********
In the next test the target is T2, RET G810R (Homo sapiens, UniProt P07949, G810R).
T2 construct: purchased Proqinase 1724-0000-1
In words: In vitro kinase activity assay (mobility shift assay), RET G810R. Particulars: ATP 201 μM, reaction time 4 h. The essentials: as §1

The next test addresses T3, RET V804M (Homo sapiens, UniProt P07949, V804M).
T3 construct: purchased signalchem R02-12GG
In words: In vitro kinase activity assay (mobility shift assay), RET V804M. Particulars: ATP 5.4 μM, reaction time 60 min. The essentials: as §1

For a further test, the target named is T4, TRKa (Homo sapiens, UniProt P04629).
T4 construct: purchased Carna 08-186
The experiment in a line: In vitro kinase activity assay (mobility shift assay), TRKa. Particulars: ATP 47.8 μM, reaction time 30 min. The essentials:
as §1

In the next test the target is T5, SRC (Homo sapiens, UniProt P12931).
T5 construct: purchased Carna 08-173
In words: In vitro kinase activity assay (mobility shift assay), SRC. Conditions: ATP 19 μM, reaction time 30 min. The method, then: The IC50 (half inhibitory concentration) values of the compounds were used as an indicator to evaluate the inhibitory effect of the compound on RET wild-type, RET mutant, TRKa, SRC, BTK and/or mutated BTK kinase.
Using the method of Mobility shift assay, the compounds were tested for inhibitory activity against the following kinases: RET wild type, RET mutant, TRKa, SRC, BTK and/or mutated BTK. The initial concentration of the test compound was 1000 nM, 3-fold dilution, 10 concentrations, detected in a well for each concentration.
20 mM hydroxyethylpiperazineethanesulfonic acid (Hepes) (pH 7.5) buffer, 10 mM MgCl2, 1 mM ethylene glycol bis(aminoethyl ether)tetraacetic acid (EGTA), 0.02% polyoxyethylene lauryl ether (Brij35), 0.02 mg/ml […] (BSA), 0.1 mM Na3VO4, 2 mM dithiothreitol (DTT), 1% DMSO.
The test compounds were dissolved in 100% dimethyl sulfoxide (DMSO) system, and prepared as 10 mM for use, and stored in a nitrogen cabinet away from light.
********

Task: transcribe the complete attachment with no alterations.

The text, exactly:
In the next test the target is T2, RET G810R (Homo sapiens, UniProt P07949, G810R).
T2 construct: purchased Proqinase 1724-0000-1
In words: In vitro kinase activity assay (mobility shift assay), RET G810R. Particulars: ATP 201 μM, reaction time 4 h. The essentials: as §1

The next test addresses T3, RET V804M (Homo sapiens, UniProt P07949, V804M).
T3 construct: purchased signalchem R02-12GG
In words: In vitro kinase activity assay (mobility shift assay), RET V804M. Particulars: ATP 5.4 μM, reaction time 60 min. The essentials: as §1

For a further test, the target named is T4, TRKa (Homo sapiens, UniProt P04629).
T4 construct: purchased Carna 08-186
The experiment in a line: In vitro kinase activity assay (mobility shift assay), TRKa. Particulars: ATP 47.8 μM, reaction time 30 min. The essentials:
as §1

In the next test the target is T5, SRC (Homo sapiens, UniProt P12931).
T5 construct: purchased Carna 08-173
In words: In vitro kinase activity assay (mobility shift assay), SRC. Conditions: ATP 19 μM, reaction time 30 min. The method, then: The IC50 (half inhibitory concentration) values of the compounds were used as an indicator to evaluate the inhibitory effect of the compound on RET wild-type, RET mutant, TRKa, SRC, BTK and/or mutated BTK kinase.
Using the method of Mobility shift assay, the compounds were tested for inhibitory activity against the following kinases: RET wild type, RET mutant, TRKa, SRC, BTK and/or mutated BTK. The initial concentration of the test compound was 1000 nM, 3-fold dilution, 10 concentrations, detected in a well for each concentration.
20 mM hydroxyethylpiperazineethanesulfonic acid (Hepes) (pH 7.5) buffer, 10 mM MgCl2, 1 mM ethylene glycol bis(aminoethyl ether)tetraacetic acid (EGTA), 0.02% polyoxyethylene lauryl ether (Brij35), 0.02 mg/ml […] (BSA), 0.1 mM Na3VO4, 2 mM dithiothreitol (DTT), 1% DMSO.
The test compounds were dissolved in 100% dimethyl sulfoxide (DMSO) system, and prepared as 10 mM for use, and stored in a nitrogen cabinet away from light.